About the Project

The ZooTrophy Animal-a-Day project began on October 15th, 2013 as illustrator Angela "LemurKat" Oliver began working her way, systematically but selectively, through the alphabet and presenting, via social media, an illustrated animal to the world. Daily.

All pieces are drawn as 2.5 x 3.5 inch collectible cards, using a combination of polychromos and prismacolor pencils, along with other art materials. Many are still available for purchase ($10) or trade, so drop her an email if anything captures your eye or if there is an animal you wish to request.

It is predicted this project will take her at least two years to complete - with approximately 36 animals being drawn for each letter. She has also used the images to create a collectible hardback encyclopedia series, playing cards and a desk calendar, as well as the ZooTrophy collectible trading card game.

Thursday, May 26, 2016

Ecosystem: The Ocean covers 2/3s of the Earth's surface.

Ocean covers two-thirds of Earth's surface and contains a variety of ecosystems with greater diversity than those found on land, from the frozen polar reaches, to the warm coral reefs of the tropics and down into the deep and lightless trenchs. There are three main oceans: the Atlantic, the Pacific and the Indian, through which great ocean currents swirl, some carrying warm water, others cool. These influence the world's weather systems.

Life in the oceans ranges from microscopic plankton to the massive blue whale, it is populated with terrifying hunters, deepsea creatures that look to have crawled from your nightmares and other life forms so strange that it is hard to believe they are real. The ocean floor is referred to as the benthic habitat whilst the water itself is the pelagic, both supporting a plethora of life. It is the coral reef, however, that is perhaps the richest in diversity.

There are many threats the ocean and its inhabitants must face, including over-fishing, bottom trawling and pollution. 80% of litter in the water comes from land: anything that ends up in our waterways eventually ends up at sea. Plastic bags, bottles and other non-biodegradable litter has been carried by the currents to form a massive patch of rubbish, known as the Great Pacific Garbage Patch. This plastic disintegrates into smaller and smaller pieces, being consumed by creatures and eventually killing them.

Monday, May 9, 2016

Ecosystem: Grasslands

True to their name, grasslands are areas dominated by a variety of grasses, sedge and rush. They occur on every continent excluding Antarctica. They grow in areas with an annual rainfall between 500 and 1,500mm, where the soil is too low in nutrients for woodland or frequently disturbed by fire or grazing. The roots of the grass form a dense mat, protecting the soil from wind and rain erosion. In many countries (such as Madagascar) degradation of forest habitat by humans has lead to the growth of grassland. Others, like the savannah of Africa and the pampas grasslands of South America, are a natural adaptation to the climate and resources. They provide a variety of habitat, especially for ruminants such as antelopes and their predators.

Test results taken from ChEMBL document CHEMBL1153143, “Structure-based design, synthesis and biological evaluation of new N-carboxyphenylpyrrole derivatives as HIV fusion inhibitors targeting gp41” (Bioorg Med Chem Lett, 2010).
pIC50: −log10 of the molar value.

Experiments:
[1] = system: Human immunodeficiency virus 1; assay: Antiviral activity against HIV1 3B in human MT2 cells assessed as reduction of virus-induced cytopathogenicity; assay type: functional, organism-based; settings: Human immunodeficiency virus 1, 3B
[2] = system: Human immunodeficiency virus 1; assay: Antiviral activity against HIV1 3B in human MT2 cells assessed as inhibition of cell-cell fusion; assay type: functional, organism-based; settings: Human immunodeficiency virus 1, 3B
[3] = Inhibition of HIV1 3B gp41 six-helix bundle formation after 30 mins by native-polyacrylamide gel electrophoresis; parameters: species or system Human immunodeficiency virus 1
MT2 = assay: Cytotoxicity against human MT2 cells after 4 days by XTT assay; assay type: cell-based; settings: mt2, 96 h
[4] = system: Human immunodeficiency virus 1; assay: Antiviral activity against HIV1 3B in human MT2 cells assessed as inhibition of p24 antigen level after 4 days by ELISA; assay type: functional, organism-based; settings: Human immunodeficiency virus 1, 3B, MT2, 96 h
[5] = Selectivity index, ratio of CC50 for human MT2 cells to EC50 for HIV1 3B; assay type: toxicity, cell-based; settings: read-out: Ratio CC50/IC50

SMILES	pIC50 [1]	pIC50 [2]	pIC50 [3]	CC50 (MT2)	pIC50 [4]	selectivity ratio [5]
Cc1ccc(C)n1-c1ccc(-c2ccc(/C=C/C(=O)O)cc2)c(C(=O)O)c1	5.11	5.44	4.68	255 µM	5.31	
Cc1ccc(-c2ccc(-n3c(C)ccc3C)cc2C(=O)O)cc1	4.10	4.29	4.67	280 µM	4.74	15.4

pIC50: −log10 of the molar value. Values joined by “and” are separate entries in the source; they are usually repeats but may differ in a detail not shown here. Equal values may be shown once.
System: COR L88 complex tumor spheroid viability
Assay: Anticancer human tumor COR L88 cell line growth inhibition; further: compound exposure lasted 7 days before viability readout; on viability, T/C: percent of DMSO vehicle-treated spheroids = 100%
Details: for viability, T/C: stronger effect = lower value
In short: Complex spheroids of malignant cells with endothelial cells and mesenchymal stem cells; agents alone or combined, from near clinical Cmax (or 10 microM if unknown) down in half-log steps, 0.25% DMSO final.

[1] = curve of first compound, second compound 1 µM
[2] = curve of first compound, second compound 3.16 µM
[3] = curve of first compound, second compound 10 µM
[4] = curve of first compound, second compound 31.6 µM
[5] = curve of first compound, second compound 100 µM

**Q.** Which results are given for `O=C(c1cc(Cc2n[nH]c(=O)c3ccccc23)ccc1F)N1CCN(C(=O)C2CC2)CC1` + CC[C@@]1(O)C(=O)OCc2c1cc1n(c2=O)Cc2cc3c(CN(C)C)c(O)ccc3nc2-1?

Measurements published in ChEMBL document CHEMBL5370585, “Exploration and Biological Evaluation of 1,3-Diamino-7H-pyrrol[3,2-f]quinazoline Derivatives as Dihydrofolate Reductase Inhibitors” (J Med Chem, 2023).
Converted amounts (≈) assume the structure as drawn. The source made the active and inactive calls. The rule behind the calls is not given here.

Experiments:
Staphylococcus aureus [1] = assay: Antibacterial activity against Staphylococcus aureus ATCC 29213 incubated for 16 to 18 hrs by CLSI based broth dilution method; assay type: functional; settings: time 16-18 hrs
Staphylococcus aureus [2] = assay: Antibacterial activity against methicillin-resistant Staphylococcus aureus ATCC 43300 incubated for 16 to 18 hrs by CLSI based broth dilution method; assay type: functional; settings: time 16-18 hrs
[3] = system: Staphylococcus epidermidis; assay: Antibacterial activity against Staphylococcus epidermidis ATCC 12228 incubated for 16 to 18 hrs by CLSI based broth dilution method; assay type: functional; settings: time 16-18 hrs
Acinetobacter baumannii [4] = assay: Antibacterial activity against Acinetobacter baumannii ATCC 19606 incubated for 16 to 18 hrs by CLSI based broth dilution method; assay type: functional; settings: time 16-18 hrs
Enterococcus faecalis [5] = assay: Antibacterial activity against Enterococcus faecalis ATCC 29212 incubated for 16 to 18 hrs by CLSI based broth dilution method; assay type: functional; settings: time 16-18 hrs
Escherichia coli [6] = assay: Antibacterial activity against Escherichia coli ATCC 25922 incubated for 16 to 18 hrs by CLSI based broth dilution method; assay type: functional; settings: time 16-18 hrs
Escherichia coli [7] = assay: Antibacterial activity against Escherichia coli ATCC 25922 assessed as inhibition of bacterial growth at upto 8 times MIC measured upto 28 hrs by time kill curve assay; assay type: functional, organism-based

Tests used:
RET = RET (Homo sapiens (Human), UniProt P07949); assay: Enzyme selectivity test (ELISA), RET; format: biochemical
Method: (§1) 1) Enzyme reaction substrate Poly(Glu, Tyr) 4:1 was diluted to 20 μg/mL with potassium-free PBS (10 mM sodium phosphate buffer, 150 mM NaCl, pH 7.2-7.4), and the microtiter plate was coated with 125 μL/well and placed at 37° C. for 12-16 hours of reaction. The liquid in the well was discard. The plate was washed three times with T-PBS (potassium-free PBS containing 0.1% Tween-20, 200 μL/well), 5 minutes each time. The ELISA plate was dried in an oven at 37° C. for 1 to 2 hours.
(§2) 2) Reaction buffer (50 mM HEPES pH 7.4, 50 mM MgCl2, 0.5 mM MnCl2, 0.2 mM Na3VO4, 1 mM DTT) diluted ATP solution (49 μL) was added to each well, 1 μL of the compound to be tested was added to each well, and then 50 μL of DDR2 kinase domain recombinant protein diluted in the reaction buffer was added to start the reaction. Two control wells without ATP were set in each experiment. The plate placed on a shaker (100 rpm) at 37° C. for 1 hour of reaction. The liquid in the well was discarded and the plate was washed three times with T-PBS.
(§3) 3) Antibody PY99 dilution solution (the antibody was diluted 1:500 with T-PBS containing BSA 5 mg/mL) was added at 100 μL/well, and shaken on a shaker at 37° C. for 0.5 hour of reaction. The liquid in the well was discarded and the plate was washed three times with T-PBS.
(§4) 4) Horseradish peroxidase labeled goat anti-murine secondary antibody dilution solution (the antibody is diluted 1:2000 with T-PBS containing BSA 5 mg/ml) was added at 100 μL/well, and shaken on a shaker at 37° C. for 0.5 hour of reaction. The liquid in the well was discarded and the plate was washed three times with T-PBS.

In countries not historically dominated by grasslands - such as Madagascar and New Zealand - native animals are few, but some - especially hawks - flourish with this more open hunting ground.

Thursday, May 5, 2016

#884: Yuhina forage in mixed-species flocks, feeding on insects.

Surprise! You thought I was finished, didn't you?
Well, we recently unpacked my "Birds: The Definitive Visual Guide" book, turned to the index and found ... a bird that starts with Y and isn't "Yellow-something". So, how could I resist?
He will replace the Yellowhammer in my XYZ Animal Encyclopedia.

The Yuhina are a genus of Asiatic zosterops, inhabiting tropical and subtropical rainforests. All of the eleven species are crested. He is a sociable bird, occasionally gathering in mixed-species flocks with other Yuhina species. Here he forages on insects, gleaning them from tree branches, or nectar and fruit.

Monday, May 2, 2016

Ecosystem: The Waterways are the lifeblood of the Earth.

Waterways such as rivers, ponds, lakes and streams, are an important part of the ecosystem. Not only do they provide habitat for fish, aquatic mammals and many invertebrates, but they are also play an important role in the lifecycle of many insects and amphibians. Rivers begin at a source - or several sources - and flow towards the sea, entering it at a mouth. The longest river is the Nile in Africa, 6, 650 kms long and the Amazon is the widest - up to 40 kms wide in the rainy season.

Unfortunately, humans have had a powerful influence on many rivers - draining them or building dams, polluting them with both organic and inorganic effluence, and cluttering them with traffic. All of this has an impact on the wildlife that make their homes here. Many aquatic species face extinction - the axolotl's lake habitat has been drained and the extinction of the baiji dolphin resulted from pollution and river traffic.